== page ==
Dr. Hermann Ehrlich, Dresden University of Technology, Dresden, Germany, has published “Biological Materials of Marine Origin”, available now via Springer.
This text is the first ever to offer a coherent analysis of the nature, origin and evolution of biocomposites and biopolymers found within the broad variety of marine invertebrate organisms and their unusual structural formations. It is an interdisciplinary look at the biomineralization, biomimetics and materials science unique to marine invertebrates. In this seminal work, Hermann Ehrlich, for the first time, proposes the classification, “biological materials of marine origin”.
MDPI is pleased to announce the publication of the following issue: Mar.
Drugs, Volume 8, Issue 9 (September 2010), Pages 2435-2545 at
Table of Contents:
Review: Marine Polysaccharides in Pharmaceutical Applications: An Overview
Mar. Drugs 2010, 8(9), 2435-2465; doi:10.3390/md8092435
Till F. Schäberle, Emilie Goralski, Edith Neu, Özlem Erol, Georg Hölzl,
Peter Dörmann, Gabriele Bierbaum and Gabriele M. König
Article: Marine Myxobacteria as a Source of Antibiotics—Comparison of
Physiology, Polyketide-Type Genes and Antibiotic Production of Three New
Isolates of Enhygromyxa salina
Mar. Drugs 2010, 8(9), 2466-2479; doi:10.3390/md8092466
Jadran Faganeli, Bojana Mohar, Romina Kofol, Vesna Pavlica, Tjaša
Marinšek, Ajda Rozman, Nives Kovač and Angela Šurca Vuk
Article: Nature and Lability of Northern Adriatic Macroaggregates
Mar. Drugs 2010, 8(9), 2480-2492; doi:10.3390/md8092480
Jeen-Kuan Chen, Chia-Rui Shen and Chao-Lin Liu
Review: N-Acetylglucosamine: Production and Applications
Mar. Drugs 2010, 8(9), 2493-2516; doi:10.3390/md8092493
Noldy Gustaf F. Mamangkey, Snezana Agatonovic and Paul C. Southgate
Article: Assessing Pearl Quality Using Reflectance UV-Vis Spectroscopy:
Does the Same Donor Produce Consistent Pearl Quality?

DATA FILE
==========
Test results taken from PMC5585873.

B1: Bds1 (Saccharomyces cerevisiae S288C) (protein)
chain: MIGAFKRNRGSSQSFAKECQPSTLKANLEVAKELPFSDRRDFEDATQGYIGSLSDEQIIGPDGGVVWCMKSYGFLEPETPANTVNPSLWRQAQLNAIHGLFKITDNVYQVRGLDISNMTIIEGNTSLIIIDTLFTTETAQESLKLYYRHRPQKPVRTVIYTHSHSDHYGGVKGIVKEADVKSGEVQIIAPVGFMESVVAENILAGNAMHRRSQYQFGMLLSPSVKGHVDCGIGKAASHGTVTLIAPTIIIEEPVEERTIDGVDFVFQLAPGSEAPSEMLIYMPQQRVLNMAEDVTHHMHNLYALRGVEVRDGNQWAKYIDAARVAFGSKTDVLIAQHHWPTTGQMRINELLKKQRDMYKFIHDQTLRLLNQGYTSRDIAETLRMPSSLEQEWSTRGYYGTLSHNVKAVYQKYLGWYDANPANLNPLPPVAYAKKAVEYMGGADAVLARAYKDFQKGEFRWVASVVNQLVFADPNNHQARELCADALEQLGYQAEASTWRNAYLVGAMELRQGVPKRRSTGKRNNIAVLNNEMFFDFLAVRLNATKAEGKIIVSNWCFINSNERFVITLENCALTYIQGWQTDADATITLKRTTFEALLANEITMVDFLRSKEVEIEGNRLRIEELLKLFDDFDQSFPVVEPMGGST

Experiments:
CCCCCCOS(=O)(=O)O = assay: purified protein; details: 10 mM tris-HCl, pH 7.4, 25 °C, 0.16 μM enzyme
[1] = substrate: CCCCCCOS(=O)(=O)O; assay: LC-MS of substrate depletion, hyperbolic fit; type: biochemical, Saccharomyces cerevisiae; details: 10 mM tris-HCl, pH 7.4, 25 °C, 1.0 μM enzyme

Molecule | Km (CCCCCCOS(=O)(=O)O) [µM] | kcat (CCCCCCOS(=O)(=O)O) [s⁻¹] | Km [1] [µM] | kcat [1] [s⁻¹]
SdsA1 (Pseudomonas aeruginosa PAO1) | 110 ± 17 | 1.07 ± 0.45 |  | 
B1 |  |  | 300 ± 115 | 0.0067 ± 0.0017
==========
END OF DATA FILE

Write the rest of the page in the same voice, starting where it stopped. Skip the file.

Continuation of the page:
Mar. Drugs 2010, 8(9), 2517-2525; doi:10.3390/md8092517
Maren Hoffmann, Kai Marxen, Rüdiger Schulz and Klaus Heinrich Vanselow
Article: TFA and EPA Productivities of Nannochloropsis salina Influenced
by Temperature and Nitrate Stimuli in Turbidostatic Controlled Experiments
Mar. Drugs 2010, 8(9), 2526-2545; doi:10.3390/md8092526
Korean Ministry of Land, Transport and Maritime Affairs announces establishment of Marine and Extreme Biosource Collection and Marine Biotechnology Research CenterPosted On: August 16, 2010
The Ministry of Land, Transport and Maritime Affairs announced that it established Marine and Extreme Biosource Collection and Marine Biotechnology Research Center provide information to domestic and foreign researchers.
The organizations were established by one of the Studies on Molecular Genomics of Marine and Extreme Organisms launched by the Korea Ocean Research and Development Institute in 2004 and have information on marine and extreme organisms found in Pacific hydrothermal vents and cold seep communities, and Artic and subtropical areas.
The Marine and Extreme Biosource Collection (MEBiC) (www.megrc.re.kr/mebic) preserves and manages 5 divisions, 9 classes, 24 orders, 72 families and 233 genera of domestic and foreign marine microorganisms, and among them, NA1, is now being utilized to develop bio-hydrogen production technology, which will bring enormous economic benefits if successful.
Furthermore, the Marine Biotechnology Research Center (http://mbrc.kordi.re.kr/gbank), was established to integrate and manage genomic information on marine organisms of the Collection and provide genomic information on 417 marine organisms, about 10% of gene decoding research.